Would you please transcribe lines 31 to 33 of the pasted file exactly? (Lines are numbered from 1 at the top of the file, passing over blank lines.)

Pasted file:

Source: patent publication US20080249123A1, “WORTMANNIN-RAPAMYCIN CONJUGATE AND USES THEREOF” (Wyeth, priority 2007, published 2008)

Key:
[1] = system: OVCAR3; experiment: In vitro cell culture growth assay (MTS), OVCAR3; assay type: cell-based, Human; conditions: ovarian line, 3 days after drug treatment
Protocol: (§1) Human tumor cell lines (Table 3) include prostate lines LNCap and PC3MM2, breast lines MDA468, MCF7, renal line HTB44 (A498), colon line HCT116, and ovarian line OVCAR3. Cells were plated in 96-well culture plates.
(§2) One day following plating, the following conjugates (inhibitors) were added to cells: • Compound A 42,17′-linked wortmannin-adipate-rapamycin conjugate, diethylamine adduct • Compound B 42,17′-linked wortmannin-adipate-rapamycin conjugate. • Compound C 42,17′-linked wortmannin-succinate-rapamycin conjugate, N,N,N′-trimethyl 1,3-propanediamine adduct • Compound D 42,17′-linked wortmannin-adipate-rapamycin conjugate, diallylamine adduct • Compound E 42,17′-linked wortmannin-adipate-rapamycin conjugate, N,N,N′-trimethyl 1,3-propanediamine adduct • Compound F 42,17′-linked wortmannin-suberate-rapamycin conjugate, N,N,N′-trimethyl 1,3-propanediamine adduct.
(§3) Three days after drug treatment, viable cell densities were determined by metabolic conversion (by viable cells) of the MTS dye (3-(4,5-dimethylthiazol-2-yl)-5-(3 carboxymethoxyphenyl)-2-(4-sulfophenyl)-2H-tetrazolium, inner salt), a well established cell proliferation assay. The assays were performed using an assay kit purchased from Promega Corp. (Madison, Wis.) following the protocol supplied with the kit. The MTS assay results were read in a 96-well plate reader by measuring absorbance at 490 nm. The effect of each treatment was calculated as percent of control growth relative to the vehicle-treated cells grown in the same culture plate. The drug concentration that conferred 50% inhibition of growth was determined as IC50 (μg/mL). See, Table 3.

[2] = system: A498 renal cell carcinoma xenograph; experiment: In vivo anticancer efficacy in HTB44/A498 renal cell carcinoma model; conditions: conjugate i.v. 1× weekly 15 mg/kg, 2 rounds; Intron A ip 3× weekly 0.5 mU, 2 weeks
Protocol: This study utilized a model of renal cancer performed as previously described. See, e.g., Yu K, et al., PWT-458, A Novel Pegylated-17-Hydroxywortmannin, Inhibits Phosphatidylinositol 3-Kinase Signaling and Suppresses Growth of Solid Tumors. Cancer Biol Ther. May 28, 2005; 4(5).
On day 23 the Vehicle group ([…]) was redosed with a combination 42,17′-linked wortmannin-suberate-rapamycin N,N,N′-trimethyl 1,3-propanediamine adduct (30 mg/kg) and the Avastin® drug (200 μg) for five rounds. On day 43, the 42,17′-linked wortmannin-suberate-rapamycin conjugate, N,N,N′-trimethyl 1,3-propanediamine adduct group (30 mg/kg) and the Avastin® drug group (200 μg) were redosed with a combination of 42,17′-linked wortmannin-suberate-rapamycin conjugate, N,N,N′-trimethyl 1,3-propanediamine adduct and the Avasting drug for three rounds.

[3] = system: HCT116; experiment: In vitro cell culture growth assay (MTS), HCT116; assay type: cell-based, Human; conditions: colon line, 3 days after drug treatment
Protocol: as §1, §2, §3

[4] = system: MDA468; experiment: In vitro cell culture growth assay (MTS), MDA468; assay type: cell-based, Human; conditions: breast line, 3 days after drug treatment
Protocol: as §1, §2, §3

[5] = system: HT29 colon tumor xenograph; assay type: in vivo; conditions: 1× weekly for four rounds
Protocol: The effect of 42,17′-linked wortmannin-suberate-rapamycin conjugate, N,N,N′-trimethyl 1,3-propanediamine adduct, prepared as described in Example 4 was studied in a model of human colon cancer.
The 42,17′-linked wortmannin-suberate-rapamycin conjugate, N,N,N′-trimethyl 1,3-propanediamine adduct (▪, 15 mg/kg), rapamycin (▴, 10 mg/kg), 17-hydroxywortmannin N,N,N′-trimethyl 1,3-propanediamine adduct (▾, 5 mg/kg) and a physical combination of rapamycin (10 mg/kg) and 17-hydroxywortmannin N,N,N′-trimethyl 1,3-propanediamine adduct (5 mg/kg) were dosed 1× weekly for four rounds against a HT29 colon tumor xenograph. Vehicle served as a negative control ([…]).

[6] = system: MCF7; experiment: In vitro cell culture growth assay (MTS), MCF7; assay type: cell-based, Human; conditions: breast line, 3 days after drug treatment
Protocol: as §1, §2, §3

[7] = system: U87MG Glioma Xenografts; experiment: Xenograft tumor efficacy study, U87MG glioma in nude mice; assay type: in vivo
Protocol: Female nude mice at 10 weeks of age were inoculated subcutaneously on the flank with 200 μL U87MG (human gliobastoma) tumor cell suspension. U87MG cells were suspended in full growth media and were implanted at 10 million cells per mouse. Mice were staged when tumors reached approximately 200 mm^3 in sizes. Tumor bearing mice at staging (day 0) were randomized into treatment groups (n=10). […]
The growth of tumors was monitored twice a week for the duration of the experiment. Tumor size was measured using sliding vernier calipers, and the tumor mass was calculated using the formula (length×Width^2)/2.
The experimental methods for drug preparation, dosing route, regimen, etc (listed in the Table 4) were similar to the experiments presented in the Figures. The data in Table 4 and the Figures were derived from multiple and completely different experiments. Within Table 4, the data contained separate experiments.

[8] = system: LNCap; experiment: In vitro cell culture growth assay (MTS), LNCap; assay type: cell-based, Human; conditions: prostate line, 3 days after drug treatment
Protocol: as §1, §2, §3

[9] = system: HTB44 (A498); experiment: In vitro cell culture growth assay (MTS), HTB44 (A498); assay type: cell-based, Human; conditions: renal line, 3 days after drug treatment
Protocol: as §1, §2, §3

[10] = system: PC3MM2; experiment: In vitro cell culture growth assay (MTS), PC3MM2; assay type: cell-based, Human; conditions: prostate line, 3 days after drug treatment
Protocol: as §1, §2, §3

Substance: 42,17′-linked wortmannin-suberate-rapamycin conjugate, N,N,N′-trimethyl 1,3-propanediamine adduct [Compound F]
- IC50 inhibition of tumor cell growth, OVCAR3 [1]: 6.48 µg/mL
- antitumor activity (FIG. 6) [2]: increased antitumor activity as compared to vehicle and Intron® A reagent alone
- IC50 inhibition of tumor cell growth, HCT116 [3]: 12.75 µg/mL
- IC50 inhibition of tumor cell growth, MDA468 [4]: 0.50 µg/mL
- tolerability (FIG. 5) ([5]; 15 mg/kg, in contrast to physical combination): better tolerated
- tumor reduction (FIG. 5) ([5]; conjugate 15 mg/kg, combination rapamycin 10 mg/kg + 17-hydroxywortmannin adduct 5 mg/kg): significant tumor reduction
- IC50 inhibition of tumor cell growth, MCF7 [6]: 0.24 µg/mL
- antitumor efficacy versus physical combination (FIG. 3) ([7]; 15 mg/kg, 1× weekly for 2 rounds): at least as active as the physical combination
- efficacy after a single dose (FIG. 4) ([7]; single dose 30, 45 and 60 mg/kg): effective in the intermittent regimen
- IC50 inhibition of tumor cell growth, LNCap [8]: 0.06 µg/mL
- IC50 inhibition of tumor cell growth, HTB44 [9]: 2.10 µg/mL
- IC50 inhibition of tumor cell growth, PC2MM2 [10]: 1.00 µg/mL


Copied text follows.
- antitumor activity (FIG. 6) [2]: increased antitumor activity as compared to vehicle and Intron® A reagent alone
- IC50 inhibition of tumor cell growth, HCT116 [3]: 12.75 µg/mL
- IC50 inhibition of tumor cell growth, MDA468 [4]: 0.50 µg/mL